ProgramArguments: the command that will be executed together with its arguments
KeepAlive: by setting it to
trueit means launchd will keep trying to start it until it succeeds.
WorkingDirectory: the effective directory the binary will run (default is ‘/’)
StandardOutPath: the file were stdout is logged to
StandardErrorPath: the file were stderr is logged to
Logging to files is very handy for this situation since we won’t have access to stdout/stderr directly.
Here are some useful commands. Start a daemon job:
launchctl load /Users/joe/Library/LaunchAgents/com.joe.keylogger.plist
Check if it’s running:
launchctl list | grep keylogger
Stop a job:
launchctl unload /Users/joe/Library/LaunchAgents/com.joe.keylogger.plist
Once we start getting the aggregated data into files we can display them in a nicer format. We could serve them using a webserver and display in the browser or even run a Jupyter notebook locally.
I opted to use Electron because I plan to use it for later applications.
The overall pattern is very similar to how we would do a webpage: we have a
So we read the data, transform and use Plotly to display the results, as in Figure 1.
We then use
setTimeout() to re-execute the code every few minutes.
This was a fun project to work on. It’s the first time I write a MacOS application and use Electron.
Apple’s documentation was not very helpful, especially for API documentation. One example was trying to figure out which constant in
CGEventType mapped to 14, which was an unhandled value I was seeing in runtime. Neither the web nor XCode’s documentation helped me and after some reverse engineering it turned out 14 is not part of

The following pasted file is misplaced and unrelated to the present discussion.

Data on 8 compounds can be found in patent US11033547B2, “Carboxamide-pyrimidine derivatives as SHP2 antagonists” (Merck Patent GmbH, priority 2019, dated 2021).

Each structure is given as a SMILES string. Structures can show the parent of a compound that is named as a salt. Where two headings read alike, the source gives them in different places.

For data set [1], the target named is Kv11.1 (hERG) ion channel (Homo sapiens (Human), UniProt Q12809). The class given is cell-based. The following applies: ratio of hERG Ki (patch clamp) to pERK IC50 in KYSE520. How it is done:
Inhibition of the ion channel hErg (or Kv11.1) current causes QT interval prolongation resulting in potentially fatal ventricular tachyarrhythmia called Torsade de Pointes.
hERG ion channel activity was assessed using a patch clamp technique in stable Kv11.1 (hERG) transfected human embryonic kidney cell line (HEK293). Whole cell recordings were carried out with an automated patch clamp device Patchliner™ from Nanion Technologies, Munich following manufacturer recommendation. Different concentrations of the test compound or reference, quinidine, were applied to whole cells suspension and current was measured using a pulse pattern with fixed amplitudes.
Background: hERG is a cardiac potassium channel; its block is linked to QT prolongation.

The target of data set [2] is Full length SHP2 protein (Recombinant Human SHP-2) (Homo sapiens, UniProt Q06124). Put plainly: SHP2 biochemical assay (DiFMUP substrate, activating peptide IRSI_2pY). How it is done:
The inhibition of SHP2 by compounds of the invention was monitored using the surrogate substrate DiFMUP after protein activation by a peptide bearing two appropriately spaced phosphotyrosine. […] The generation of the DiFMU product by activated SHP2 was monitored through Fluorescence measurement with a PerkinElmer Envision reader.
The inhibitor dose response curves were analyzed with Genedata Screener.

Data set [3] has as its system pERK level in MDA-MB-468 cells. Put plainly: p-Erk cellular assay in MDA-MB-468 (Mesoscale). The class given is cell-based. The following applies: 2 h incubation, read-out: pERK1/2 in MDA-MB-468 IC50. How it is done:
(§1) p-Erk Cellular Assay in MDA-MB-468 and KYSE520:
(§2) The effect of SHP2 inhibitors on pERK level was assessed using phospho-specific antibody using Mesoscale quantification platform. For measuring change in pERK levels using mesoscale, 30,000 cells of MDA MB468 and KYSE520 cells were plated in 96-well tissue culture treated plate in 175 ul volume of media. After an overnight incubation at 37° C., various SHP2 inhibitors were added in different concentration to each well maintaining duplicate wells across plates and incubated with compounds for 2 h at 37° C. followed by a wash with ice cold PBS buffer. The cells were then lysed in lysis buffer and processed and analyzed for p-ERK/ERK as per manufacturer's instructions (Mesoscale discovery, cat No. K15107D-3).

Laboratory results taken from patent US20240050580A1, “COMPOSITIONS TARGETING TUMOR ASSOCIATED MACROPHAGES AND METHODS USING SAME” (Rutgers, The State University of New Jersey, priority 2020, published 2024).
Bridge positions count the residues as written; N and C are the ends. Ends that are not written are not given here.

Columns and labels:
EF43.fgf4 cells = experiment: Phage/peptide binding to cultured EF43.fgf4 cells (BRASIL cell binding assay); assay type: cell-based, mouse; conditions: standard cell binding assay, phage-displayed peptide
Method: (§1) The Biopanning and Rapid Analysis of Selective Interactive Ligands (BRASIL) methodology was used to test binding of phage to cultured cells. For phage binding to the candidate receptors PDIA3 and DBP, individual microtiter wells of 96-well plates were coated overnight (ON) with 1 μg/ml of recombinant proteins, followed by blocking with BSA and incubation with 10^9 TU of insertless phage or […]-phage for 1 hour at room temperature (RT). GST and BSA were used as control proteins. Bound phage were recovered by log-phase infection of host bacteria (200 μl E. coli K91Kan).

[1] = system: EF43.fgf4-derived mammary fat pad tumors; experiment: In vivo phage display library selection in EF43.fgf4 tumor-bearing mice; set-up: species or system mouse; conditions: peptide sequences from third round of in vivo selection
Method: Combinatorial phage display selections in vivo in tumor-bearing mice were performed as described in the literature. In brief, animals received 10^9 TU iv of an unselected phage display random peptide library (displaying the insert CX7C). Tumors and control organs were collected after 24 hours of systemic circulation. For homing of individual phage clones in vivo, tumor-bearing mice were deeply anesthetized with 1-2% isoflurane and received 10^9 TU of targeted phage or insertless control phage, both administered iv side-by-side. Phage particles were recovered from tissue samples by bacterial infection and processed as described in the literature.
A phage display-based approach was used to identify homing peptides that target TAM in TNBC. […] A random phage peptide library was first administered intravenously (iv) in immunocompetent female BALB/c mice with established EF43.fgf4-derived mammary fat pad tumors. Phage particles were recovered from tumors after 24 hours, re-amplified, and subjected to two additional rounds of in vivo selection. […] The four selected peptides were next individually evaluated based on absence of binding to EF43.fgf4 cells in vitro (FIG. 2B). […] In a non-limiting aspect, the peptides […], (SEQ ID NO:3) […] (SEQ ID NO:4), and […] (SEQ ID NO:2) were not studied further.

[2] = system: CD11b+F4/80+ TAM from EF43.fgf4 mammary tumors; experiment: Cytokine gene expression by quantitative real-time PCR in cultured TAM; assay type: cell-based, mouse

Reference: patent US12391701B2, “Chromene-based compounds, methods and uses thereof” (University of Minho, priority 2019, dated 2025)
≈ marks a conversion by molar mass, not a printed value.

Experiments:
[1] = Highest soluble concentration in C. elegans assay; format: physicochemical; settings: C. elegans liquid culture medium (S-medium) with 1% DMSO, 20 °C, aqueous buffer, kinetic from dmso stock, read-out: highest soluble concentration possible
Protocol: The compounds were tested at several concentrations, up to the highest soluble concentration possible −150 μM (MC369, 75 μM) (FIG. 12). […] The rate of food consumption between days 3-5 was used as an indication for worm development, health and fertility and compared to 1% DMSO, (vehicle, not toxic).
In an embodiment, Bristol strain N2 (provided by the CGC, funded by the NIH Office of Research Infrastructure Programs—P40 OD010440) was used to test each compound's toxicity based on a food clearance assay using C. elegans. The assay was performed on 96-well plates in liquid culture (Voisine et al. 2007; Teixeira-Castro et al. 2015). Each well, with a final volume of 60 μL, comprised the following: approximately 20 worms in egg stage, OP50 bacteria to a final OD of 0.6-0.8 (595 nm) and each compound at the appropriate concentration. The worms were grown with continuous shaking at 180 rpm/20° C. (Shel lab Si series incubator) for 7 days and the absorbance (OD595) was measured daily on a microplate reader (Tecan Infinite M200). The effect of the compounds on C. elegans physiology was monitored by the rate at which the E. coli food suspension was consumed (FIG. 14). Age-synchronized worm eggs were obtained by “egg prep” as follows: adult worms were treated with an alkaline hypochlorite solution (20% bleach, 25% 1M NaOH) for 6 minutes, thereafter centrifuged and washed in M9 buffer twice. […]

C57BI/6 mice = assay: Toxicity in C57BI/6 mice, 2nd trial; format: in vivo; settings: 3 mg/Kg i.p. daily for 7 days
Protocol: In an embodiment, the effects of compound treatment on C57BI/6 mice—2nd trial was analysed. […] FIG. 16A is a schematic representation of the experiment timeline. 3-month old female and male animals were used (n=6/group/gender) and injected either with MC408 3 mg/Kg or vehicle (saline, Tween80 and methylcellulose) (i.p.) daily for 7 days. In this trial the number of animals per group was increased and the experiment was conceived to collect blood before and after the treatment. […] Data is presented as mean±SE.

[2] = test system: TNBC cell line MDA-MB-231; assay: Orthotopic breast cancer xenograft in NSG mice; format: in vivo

Luckily there are tons of examples on Github that helped me tremendously. I later also realized that we can at least look at the header files, which are described in more details in the Appendix.
My next small project is to log words instead of keys, but that’s trickier because words might come from auto-complete or Cmd-C + Cmd-V, so a new strategy is needed.
Suppose we want to find what 14 represents in
CGEventType. We can start by looking for the
> sudo find /Library -name CoreGraphics.h /Library/Developer/CommandLineTools/SDKs/MacOSX10.15.sdk/System/Library/Frameworks/CoreGraphics.framework/Versions/A/Headers/CoreGraphics.h
There we see the line:
which is a promising candidate, so we repeat:
> sudo find /Library -name CGEventTypes.h /Library/Developer/CommandLineTools/SDKs/MacOSX11.1.sdk/System/Library/Frameworks/CoreGraphics.framework/Versions/A/Headers/CGEventTypes.h
and find the definition:
Now, one of these constants could be our 14, but now it’s unclear which library this is importing from, so we do a content search:
> grep -rnw /Library/Developer/CommandLineTools/SDKs/MacOSX11.1.sdk/System/Library/Frameworks/ -e 'NX_LMOUSEDOWN'
which is more noisy, but we eventually find
IOLLEvent.h. There we do have the
though that doesn’t seem an explicit entry of